Friday, March 08, 2013

NorCo Farmland Preservation Goal - 25%

Before last night's Northampton County Council meeting, Farmland Preservation Administrator Maria Bentzoni told me that my report yesterday was mostly right. A Lehigh County Ag Board member also gently corrected me on a few points. If they were grading me, I think I'd get a B or B-. That's pretty damn good for a bottom-feeding blogger. But I owe it to Maria and the rest of you to try once more to get it right. So let me fill you in on what Bentzoni herself told Council last night.

I just want to warn Maria that if she knocks me down to a C+, I'm suing. Rick Orloski is my lawyer, too, damn it!

1. Bentzoni estimates that there are approximately 900 farms in Northampton County. She'd like to preserve 25% of them. Thus far, the County has preserved 123 farms.

2. Although Northampton County beat Lancaster last year in state money received for farmland preservation, Lancaster still preserved more farmland. Over the last 23 year, the County has preserved over 12,000 acres. We still lag behind Lehigh County, which has preserved 21,000 acres. We're definitely catching up, but Lehigh still has us beat.

3. Northampton County started its farmland preservation program 23 years ago, when Jerry Seyfried was County Executive. He wanted to take advantage of a state bond that was providing matching funds. He and Ross Kahler are responsible for much of its original success. After Jerry left office, Bill Brackbill and Glenn Reibman were focused more on other things. Between 1990 and 2003, 30 farms and approximately 3,000 acres were preserved.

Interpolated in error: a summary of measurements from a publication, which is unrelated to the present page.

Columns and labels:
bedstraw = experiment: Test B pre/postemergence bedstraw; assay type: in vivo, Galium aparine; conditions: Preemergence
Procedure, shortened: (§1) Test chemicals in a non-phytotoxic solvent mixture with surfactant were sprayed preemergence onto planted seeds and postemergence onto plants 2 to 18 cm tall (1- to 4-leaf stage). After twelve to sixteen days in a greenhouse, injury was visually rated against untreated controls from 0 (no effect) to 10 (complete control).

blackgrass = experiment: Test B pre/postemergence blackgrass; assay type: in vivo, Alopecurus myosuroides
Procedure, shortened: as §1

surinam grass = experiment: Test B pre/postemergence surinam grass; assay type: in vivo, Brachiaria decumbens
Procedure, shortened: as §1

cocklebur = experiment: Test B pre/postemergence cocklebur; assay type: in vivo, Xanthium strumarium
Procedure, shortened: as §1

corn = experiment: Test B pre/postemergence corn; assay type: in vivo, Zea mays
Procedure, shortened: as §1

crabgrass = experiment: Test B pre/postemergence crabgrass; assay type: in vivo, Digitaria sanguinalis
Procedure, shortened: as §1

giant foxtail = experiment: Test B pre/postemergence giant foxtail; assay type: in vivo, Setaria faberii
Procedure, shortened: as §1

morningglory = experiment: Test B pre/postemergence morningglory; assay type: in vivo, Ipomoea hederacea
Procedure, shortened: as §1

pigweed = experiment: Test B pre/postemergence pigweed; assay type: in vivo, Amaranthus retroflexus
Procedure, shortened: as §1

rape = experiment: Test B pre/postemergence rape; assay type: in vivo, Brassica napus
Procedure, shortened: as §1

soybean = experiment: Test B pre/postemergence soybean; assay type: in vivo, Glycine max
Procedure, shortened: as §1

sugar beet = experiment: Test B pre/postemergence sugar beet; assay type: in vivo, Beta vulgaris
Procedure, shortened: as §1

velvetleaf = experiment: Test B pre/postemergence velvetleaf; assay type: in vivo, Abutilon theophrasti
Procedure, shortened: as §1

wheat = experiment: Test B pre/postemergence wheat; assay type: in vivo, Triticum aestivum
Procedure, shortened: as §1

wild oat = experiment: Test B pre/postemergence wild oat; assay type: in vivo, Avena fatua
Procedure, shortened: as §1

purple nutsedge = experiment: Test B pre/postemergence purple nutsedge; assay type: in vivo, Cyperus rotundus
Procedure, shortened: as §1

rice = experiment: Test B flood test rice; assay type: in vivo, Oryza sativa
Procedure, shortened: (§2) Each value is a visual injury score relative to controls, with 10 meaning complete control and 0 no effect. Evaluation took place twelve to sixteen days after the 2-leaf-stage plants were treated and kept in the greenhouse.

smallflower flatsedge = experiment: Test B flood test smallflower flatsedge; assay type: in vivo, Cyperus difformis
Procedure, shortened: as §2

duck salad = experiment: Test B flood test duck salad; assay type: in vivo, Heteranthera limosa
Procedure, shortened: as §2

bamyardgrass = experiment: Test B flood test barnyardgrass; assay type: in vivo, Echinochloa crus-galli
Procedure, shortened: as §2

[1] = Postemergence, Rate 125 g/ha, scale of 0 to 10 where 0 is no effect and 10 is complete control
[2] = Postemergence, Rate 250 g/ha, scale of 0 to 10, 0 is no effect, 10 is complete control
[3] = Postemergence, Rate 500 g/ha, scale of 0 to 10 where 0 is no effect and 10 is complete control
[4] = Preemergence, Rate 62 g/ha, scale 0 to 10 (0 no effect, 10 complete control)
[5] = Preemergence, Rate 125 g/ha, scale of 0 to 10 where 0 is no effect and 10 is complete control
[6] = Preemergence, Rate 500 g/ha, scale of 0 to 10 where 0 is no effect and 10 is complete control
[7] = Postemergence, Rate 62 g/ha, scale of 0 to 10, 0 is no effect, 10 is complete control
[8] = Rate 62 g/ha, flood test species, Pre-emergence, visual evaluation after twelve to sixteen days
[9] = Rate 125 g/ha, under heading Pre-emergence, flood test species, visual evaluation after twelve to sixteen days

4. The appointment of Maria as a full-time farmland preservation administrator, combined with John Stoffa's half mill tax for open space, were real game changers. In the last ten years, 93 farms were preserved, consisting of 9,392 acres. That's three times as many as in the first ten years. In the words of the Lehigh County expert, Stoffa and Bentzoni both deserve credit. She is "creative" and is "working wonders with the program."

5. An example of this creativity is the Municipal Partnership Program, in which seven townships and the County pool their resources together to get higher matching grants from the state. That's how Northampton County was able to beat Lancaster in funding received in 2012. Thus program was so successful that last year, the County raked in $6.6 million from the state, in the middle of a recession, and was able to preserve all but one of about thirty applications. That just never happens but it happened in Northampton County.